The extended programme offers children a choice of various extra-curricular activities (sport activities, sport competitions, school newspaper, chorus, etc.). Schools provide special lessons for very talented children, as well as those with learning difficulties.
In addition schools organise morning care and after-school care classes.

Secondary schools

There are several types of secondary schools in Slovenia: public vocational schools, secondary technical schools, vocational colleges, student residential facilities and most common gymnazija (39.3%) - grammar schools. Out of 142 secondary schools Slovenia has only 6 private ones; public schools are attended by 97.9% majority. Public schools are usually established by the state and run by the School Council consisting of nine members: three representatives of the staff, the parents and the founder. The appointed head teacher is the pedagogical leader and also a managing body himself. The students enter the schools at the age of (av.) fifteen by a unified system of application process and leave at (av.) nineteen when they complete the leaving exam: the general matura, the vocational matura or the master craftsmen examination, depending on the type of the school.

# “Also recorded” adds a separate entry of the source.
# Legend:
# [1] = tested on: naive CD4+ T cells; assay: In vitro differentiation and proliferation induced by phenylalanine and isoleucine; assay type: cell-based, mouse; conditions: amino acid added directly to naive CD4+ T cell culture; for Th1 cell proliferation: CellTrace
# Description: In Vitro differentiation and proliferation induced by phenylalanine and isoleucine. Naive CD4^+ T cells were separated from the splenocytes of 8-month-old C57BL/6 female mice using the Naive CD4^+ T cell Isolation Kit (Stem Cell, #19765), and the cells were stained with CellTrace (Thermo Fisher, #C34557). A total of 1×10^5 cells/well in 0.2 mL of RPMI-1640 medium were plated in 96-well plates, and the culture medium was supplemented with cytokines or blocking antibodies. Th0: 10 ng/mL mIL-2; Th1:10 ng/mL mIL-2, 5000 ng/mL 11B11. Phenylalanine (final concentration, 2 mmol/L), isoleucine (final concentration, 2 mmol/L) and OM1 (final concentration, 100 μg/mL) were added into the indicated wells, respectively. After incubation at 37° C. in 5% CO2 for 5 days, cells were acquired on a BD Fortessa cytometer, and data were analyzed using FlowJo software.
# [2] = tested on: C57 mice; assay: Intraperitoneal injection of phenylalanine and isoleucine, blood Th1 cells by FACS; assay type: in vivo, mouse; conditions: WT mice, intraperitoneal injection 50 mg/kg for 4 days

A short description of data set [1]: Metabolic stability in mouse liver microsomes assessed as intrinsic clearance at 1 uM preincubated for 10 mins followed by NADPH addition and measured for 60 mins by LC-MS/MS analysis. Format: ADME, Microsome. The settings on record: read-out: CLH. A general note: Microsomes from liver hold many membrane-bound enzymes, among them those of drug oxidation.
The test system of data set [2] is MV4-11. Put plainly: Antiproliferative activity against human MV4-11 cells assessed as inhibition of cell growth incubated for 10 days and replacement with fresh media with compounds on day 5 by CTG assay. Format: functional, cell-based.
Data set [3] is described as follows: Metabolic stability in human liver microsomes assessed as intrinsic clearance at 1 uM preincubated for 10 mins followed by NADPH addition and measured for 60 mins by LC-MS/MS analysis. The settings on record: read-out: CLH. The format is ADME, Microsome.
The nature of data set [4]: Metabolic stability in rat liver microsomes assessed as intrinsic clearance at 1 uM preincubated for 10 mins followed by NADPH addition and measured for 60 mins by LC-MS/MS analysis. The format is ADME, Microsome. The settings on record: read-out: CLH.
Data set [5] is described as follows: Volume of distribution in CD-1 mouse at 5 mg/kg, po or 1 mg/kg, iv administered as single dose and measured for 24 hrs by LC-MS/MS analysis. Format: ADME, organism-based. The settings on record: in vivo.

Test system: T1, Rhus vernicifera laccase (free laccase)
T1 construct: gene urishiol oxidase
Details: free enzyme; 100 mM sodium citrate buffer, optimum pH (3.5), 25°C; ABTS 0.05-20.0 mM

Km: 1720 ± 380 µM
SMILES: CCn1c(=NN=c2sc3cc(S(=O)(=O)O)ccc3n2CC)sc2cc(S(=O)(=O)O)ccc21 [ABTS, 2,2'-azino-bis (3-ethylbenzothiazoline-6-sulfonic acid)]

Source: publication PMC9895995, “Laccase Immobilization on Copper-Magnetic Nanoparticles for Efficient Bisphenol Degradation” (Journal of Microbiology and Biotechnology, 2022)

The informal learning experiences of adults without formal education are validated by The National Vocational Qualifications
The Expert Council for General Education and the Expert Council for Vocational Education determine the weekly schedule of subjects and the curriculum. In general education, compulsory subjects account for 80–90% of the curriculum (Slovene, mathematics, two foreign languages, history, geography, physical education, biology, chemistry, physics, art, psychology, sociology, philosophy and information science). In secondary technical and vocational schools, the number of compulsory subjects depends on the type of school.

Higher education

Student who pass the general matura are eligible to continue to higher education. There are four universities in Slovenia, one of which is private. There are also 23 private colleges, which offer professional studies. Higher education consists of three levels. The first level includes higher professional programmes and academic (university) programmes, the second level includes master’s programmes and the third includes doctoral programmes. The system was reformed in 2004 by the Higher Education Act, but the old system is still used in some schools.

Disabled students

Disabled students are not generally excluded; the students are placed in various types of programmes by special committees composed of experts in various fields. Placement is not based on the child’s type of disability or handicap but on his/her assessed ability for learning with regard to the programme and assistance provided within an individual programme.
All disabled children are entitled to additional help and individualised programmes.


Government has planned to create more educational institutions (universities, colleges) and to reform secondary education and is also currently trying to reduce unpopularity of scientific courses in higher education due to the lack of workforce in the field.

School Systems